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CAIR: American Muslims to Mark End of Pilgrimage to Mecca (Hajj) with Communal Prayers, Celebrations

(WASHINGTON, D.C., 7/12/21) – On Tuesday, July 20, American Muslims will mark the end of the yearly pilgrimage to Mecca, called Hajj, with communal prayers and celebrations at locations around the country. The prayers and the holiday that follows Hajj are called Eid ul-Adha (EED-al-ODD-ha), or “festival of the sacrifice.” 

SEE: When are Hajj and Eid al-Adha 2021?

https://www.aljazeera.com/news/2021/7/12/when-is-eid-al-adha-hajj-2021-interactive

[NOTE: Due to changing COVID-19 pandemic restrictions and health measures, each community will mark the holiday in different ways. Contact local community leaders for details of prayers and other activities.]

Eid ul-Adha, commonly referred to as just “Eid,” commemorates the Prophet Abraham’s willingness to sacrifice his son Ishmael at God’s command. The holiday is celebrated with the prayers, small gifts for children, distribution of meat to the needy, and social gatherings. During this holiday, Muslims exchange the greeting “Eid Mubarak” or “blessed Eid.” n pre-pandemic years, some two million Muslims, including thousands of American Muslims, go on Hajj.

[NOTE: For actual pilgrims, the rites of Hajj continue for some time after the Eid prayers. Eid al-Fitr, which comes at the end of the month-long fast of Ramadan, is the other of the two “Eid” holidays Muslims celebrate each year.]

WHENTuesday, July 20. The prayers are held in the morning. Many communities also hold day-long Eid festivals for families. 
WHERE: The Eid prayers and festivals are held either in local mosques or in public facilities designed to accommodate large gatherings. Call local CAIR chapters or other Muslim organizations for details about Eid celebrations.

PHOTO OPPORTUNITY: Each year at Eid ul-Adha, American Muslim families, youth and children attend prayers and celebrations. Many places of prayer organize children’s activities where they can enjoy carnival games, and having ice cream and snacks, among other kid-friendly activities. The prayers themselves are quite visual, with worshipers arranged in neat rows and bowing in prayer in unison. Participants exchange embraces at the conclusion of the prayers.

[NOTE: Because this is a religious service, reporters and photographers of both sexes should dress modestly. Photographers should arrive early to get into position for the best shots. Photographers are also advised not to step directly in front of worshipers and to seek permission for close-up shots.]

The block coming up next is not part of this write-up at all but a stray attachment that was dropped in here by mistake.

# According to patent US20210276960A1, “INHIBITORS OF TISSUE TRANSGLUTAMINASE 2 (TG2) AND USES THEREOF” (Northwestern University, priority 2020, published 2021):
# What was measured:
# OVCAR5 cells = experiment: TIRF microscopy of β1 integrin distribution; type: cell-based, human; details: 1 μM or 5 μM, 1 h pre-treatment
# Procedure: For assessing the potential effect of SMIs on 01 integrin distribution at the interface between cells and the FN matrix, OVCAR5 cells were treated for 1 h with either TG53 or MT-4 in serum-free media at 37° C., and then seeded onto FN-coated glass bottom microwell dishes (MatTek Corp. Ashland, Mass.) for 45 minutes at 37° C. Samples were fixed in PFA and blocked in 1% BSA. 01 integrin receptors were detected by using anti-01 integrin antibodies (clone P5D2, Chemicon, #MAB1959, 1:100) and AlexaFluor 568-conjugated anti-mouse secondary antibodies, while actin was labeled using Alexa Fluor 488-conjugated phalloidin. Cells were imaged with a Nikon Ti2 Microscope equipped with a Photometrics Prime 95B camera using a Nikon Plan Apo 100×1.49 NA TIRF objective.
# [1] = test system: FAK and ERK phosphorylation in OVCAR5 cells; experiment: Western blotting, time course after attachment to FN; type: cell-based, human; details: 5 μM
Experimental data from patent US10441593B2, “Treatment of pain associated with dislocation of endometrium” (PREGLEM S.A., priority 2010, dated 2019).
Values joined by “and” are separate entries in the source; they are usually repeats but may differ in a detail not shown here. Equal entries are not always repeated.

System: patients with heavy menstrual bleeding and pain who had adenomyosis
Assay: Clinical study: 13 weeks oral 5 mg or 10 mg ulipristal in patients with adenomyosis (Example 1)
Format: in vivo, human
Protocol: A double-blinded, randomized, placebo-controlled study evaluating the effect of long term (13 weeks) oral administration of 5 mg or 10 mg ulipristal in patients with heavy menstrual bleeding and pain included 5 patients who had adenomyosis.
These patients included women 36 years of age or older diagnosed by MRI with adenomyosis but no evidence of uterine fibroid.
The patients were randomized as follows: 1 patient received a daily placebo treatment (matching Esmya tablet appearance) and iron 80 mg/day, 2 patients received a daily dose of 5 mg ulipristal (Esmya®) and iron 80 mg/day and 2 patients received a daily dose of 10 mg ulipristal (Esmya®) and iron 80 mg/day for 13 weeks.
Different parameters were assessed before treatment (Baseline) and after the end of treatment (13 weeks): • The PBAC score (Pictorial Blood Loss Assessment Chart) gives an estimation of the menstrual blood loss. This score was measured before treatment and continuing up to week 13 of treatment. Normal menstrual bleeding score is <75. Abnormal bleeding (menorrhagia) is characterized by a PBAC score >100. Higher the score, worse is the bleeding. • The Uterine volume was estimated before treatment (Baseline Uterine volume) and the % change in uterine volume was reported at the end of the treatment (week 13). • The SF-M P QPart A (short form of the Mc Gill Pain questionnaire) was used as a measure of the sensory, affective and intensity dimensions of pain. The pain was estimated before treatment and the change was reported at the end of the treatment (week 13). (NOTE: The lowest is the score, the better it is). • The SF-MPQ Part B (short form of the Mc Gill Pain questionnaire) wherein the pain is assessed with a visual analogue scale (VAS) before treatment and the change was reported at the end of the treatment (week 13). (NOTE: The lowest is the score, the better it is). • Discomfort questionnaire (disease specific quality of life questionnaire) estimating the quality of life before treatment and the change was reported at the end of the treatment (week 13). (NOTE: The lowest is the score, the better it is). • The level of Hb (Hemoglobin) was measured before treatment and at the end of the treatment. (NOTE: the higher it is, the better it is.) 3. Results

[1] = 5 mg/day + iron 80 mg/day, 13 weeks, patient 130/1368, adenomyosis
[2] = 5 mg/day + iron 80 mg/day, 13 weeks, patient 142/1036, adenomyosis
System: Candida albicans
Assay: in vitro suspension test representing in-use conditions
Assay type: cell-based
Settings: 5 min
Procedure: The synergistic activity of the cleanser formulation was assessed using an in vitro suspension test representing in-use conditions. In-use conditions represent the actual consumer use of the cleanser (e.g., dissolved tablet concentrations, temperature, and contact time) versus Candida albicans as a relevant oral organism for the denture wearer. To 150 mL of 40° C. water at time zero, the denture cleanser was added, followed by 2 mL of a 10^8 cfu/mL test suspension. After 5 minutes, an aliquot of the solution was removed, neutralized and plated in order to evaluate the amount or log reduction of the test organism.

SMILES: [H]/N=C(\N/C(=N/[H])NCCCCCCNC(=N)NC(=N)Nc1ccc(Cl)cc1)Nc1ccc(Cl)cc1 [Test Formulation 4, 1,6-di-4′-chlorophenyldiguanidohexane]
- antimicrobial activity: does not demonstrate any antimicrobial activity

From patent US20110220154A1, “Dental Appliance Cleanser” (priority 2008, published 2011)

HAJJ BACKGROUNDER:

In the Quran, Islam’s revealed text, God says:

“Thus We settled Abraham at the site of the House (the Ka’aba) (saying): ‘Do not associate anything with Me, and purify My house for those who walk around it, and those who stand there (praying), and those who bow down on their knees in worship. Proclaim the pilgrimage among mankind: they will come to you on foot and on every lean (beast of burden); Let them come from every deep ravine, to bear witness to the advantages they have, and to mention God’s name on appointed days.” Chapter 22, Verses 26-28

Hajj is one of the “five pillars” of the Islamic faith. (The other pillars include a declaration of faith, daily prayers, offering regular charity, and fasting during the month of Ramadan.) Pilgrimage is a once-in-a-lifetime obligation for those who have the physical and financial ability to undertake the journey.

When the main portion of the pilgrimage is completed, Muslims worldwide gather for communal prayers on the first day of Eid ul-Adha (EED-al-ODD-ha), the second of the two major Muslim holidays.

The obligatory and optional activities of Hajj include:

* Entrance into a state of self-control called “ihram,” during which pilgrims are forbidden to harm living creatures, even insects or plants, or raise the voice in anger. The state of ihram is signified (for men) by the wearing of two pieces of unsewn white cloth. This clothing signifies the equality of all before God. No specific clothing is prescribed for female pilgrims.

* Circling (“Tawaf”) of the “Ka’aba,” the stone building Muslims believe was originally built by Abraham and his son Ishmael. The Ka’aba is viewed as the first sanctuary on earth dedicated to the worship of the One God. It is a symbol of unity for Muslims because all prayers, wherever they are performed, are oriented in the direction of the Ka’aba.

* The “Sa’i,” or “hastening” between two small hills near the Ka’aba, to commemorate Hagar’s search for water to offer her son Ishmael.

* The “Day of Arafah.” Arafah is a mountain and its surrounding empty plain near Mecca. On this day, the climax of the Hajj season, pilgrims assemble for supplication to God.

* The stoning of three pillars representing Satan’s temptation of Abraham. The stoning indicates the pilgrim’s rejection of evil deeds.

* Cutting the hair to symbolize the completion of Hajj.

* Sacrifice of an animal to help feed the poor, and in remembrance of Abraham’s willingness to sacrifice his son Ishmael at God’s command. A portion of the meat is distributed to relatives and to the needy.

CAIR urges community members to report any bias incidents to police and to CAIR’s Civil Rights Department at 202-742-6420 or by filing a report at: http://www.cair.com/report       

CAIR’s mission is to protect civil rights, enhance understanding of Islam, promote justice, and empower American Muslims.      

La misión de CAIR es proteger las libertades civiles, mejorar la comprensión del Islam, promover la justicia, y empoderar a los musulmanes en los Estados Unidos.      

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CONTACT: CAIR National Communications Director Ibrahim Hooper, 202-744-7726, ihooper@cair.com

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